The aim of this study was to compare intraoperative and short-term postoperative outcomes and recurrence of laparoscopically assisted radical vaginal hysterectomy (LARVH) to abdominal radical hysterectomy (ARH) in the treatment of early-stage cervical cancer.Methods
A search of PubMed, EMBASE, and Cochrane library search trial (central) databases was conducted from database inception through December 2015. We included studies comparing surgical approaches with radical hysterectomy (LARVH vs ARH) in women with stages IA1 to IIB cervical cancer. Outcomes included blood loss, operative time, number of lymph nodes retrieved, intraoperative complications, hospital stay, and prognosis.Result
Seven studies were included (4 prospective cohort studies and 3 case control studies) enrolling 794 women; 349 women were treated by LARVH, and 445 were treated by ARH. Laparoscopically assisted radical vaginal hysterectomy was associated with less blood loss (weight mean difference [WMD], −237.45; 95% confidence interval [CI], −453.42 to −21.47), wound-related complications (odds ratio, 0.17; 95% CI, 0.05–0.61), shorter hospital stay (WMD, −2.01; 95% CI, −2.52 to −1.51), and longer operative time (WMD, 48.95; 95% CI, 42.08 to 55.82) versus ARH. Laparoscopically assisted radical vaginal hysterectomy was comparable with ARH in number of lymph nodes retrieved, urinary-related complications, rectal injury, lymphedema, and all prognosis indicators.Conclusions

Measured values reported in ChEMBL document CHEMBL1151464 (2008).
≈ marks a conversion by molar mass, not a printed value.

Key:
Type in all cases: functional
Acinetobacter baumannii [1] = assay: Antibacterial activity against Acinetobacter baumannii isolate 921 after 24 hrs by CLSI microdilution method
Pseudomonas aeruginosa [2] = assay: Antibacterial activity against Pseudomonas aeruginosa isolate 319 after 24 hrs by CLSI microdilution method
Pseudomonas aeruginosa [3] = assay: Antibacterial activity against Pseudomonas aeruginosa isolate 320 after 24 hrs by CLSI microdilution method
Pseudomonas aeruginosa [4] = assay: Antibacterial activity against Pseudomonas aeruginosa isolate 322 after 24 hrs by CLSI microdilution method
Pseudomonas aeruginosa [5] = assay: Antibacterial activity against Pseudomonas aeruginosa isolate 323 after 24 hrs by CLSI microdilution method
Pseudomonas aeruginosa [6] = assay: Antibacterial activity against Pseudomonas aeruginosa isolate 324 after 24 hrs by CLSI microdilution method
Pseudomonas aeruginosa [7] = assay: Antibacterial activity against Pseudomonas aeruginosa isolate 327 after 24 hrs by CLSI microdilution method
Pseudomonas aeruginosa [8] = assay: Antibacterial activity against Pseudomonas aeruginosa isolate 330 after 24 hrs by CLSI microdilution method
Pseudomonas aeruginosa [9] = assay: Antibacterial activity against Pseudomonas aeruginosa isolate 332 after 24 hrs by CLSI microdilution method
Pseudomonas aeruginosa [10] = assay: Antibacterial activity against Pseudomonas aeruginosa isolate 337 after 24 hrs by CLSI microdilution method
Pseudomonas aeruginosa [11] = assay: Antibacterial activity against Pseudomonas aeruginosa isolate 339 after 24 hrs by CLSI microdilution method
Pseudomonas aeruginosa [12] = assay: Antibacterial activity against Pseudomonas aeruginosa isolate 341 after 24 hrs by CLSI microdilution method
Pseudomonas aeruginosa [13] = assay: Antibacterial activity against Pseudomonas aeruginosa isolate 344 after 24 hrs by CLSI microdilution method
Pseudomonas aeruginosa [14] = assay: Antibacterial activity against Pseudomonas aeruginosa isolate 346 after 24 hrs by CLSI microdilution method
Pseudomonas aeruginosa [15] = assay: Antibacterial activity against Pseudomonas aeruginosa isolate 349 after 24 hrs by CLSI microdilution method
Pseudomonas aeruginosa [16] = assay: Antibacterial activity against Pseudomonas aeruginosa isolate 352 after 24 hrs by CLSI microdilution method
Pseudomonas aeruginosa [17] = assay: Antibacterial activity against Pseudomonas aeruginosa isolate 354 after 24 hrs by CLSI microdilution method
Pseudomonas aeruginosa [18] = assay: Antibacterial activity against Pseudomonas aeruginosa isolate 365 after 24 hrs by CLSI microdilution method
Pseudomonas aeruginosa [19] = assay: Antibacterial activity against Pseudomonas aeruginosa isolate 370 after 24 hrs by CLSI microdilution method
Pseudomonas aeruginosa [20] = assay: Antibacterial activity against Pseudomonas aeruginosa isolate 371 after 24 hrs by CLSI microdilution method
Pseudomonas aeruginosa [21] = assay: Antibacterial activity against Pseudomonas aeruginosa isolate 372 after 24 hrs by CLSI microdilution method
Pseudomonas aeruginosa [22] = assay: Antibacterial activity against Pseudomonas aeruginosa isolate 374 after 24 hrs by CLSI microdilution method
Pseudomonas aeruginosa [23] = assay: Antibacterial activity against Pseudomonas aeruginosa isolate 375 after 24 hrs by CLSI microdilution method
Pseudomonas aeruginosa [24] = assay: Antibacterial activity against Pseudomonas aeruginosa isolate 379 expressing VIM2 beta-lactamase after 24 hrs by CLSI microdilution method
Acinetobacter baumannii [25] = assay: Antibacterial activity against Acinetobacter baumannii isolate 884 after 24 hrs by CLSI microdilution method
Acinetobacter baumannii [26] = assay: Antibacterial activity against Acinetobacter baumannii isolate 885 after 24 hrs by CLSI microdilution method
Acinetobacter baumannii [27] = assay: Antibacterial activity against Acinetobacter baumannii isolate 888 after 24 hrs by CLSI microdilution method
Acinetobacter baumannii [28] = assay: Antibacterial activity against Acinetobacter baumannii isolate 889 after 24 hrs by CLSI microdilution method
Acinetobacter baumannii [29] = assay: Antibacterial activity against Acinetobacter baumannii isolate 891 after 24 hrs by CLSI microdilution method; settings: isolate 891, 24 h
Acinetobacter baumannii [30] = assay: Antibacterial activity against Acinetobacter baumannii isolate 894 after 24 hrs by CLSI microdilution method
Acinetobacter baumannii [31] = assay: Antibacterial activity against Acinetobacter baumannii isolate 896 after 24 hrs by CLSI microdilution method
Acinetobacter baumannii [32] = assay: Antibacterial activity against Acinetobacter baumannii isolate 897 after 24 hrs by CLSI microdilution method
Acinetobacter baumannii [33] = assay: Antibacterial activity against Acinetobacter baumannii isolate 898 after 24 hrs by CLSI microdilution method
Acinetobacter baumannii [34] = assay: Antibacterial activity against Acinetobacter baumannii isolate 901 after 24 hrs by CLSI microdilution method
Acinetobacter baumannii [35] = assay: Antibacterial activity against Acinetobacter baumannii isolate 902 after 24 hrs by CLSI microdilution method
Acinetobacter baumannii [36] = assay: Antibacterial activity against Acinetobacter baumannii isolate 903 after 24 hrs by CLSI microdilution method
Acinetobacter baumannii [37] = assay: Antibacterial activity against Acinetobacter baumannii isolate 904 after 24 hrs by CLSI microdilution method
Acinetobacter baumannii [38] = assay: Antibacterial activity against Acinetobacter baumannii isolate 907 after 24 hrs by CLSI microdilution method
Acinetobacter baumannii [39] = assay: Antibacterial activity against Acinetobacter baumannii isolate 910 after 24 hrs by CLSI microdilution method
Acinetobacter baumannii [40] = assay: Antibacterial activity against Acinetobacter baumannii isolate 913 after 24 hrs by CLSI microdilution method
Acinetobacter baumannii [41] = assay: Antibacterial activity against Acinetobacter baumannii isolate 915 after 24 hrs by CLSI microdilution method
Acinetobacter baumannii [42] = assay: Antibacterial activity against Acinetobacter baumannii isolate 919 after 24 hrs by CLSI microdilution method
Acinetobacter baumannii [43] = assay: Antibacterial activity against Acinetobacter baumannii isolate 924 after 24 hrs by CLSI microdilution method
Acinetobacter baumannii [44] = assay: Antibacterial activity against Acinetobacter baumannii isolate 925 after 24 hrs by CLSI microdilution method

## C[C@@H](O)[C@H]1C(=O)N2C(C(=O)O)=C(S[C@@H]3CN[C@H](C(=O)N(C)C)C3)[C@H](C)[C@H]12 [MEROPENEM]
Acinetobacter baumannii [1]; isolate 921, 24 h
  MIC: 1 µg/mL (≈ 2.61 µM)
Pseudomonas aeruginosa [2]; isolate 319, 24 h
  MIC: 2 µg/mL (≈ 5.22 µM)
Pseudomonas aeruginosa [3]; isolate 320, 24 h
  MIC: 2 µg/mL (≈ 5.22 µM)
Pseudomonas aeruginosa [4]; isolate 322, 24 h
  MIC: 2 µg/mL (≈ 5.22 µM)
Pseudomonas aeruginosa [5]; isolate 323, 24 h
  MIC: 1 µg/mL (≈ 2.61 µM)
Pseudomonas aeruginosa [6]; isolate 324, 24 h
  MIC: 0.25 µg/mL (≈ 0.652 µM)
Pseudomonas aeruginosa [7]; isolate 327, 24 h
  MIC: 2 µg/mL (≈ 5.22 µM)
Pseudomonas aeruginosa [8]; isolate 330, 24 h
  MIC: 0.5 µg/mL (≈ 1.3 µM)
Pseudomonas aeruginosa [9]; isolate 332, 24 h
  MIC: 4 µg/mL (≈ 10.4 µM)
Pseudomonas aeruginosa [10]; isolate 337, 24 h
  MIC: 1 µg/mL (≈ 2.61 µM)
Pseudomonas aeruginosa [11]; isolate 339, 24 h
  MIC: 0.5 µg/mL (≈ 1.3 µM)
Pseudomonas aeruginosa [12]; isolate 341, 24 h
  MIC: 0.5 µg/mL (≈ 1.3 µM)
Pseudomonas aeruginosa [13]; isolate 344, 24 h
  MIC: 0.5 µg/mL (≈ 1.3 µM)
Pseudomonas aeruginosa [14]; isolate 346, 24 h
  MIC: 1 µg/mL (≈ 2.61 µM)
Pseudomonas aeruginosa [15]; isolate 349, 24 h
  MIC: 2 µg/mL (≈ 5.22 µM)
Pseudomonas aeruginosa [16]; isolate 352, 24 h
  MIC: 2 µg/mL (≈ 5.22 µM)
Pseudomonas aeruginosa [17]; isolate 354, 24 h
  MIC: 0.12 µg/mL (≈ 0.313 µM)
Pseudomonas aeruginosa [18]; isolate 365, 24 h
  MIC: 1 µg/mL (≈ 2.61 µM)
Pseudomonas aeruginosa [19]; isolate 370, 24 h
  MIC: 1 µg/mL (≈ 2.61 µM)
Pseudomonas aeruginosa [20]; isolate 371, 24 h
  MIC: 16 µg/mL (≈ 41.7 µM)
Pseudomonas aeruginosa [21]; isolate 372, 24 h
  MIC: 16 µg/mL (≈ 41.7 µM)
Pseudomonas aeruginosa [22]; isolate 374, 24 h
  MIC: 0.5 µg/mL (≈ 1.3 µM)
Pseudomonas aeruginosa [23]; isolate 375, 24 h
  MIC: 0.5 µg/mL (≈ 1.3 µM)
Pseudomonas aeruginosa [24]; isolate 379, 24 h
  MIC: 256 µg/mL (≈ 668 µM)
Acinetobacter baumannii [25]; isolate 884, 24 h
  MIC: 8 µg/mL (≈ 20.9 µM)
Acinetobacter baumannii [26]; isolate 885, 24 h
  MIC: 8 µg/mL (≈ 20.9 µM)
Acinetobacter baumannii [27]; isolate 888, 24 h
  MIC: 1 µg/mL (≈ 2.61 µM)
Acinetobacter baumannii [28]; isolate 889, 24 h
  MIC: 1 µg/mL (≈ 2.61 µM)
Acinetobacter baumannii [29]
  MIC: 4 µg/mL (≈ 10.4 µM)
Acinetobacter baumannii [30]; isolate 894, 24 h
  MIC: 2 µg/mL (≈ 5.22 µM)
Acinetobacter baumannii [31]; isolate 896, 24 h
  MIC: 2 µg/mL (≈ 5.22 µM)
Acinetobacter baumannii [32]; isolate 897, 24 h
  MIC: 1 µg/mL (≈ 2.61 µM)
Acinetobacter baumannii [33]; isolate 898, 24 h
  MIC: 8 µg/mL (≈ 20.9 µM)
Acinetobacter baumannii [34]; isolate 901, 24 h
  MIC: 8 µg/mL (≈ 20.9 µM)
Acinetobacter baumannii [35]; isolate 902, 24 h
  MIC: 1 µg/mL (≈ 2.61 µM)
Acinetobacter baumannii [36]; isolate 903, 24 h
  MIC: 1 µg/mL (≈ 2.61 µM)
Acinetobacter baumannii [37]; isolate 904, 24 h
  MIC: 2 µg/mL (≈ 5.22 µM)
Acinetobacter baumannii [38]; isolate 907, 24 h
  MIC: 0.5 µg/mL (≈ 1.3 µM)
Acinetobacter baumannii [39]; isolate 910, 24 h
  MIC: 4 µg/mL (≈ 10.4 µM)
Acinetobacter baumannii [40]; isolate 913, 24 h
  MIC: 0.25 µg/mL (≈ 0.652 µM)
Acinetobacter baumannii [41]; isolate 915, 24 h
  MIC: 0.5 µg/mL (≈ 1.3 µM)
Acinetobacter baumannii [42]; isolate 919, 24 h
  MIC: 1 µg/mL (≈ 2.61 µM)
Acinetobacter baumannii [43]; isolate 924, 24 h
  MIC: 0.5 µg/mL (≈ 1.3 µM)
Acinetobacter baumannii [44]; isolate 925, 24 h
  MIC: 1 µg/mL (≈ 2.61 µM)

The evidence suggests that LARVH is superior to ARH with lower blood loss, less wound-related complications, and shorter hospital stay. Laparoscopically assisted radical vaginal hysterectomy and ARH seem equivalent in number of lymph nodes retrieved, urinary-related complications, rectal injury, lymphedema, and prognosis.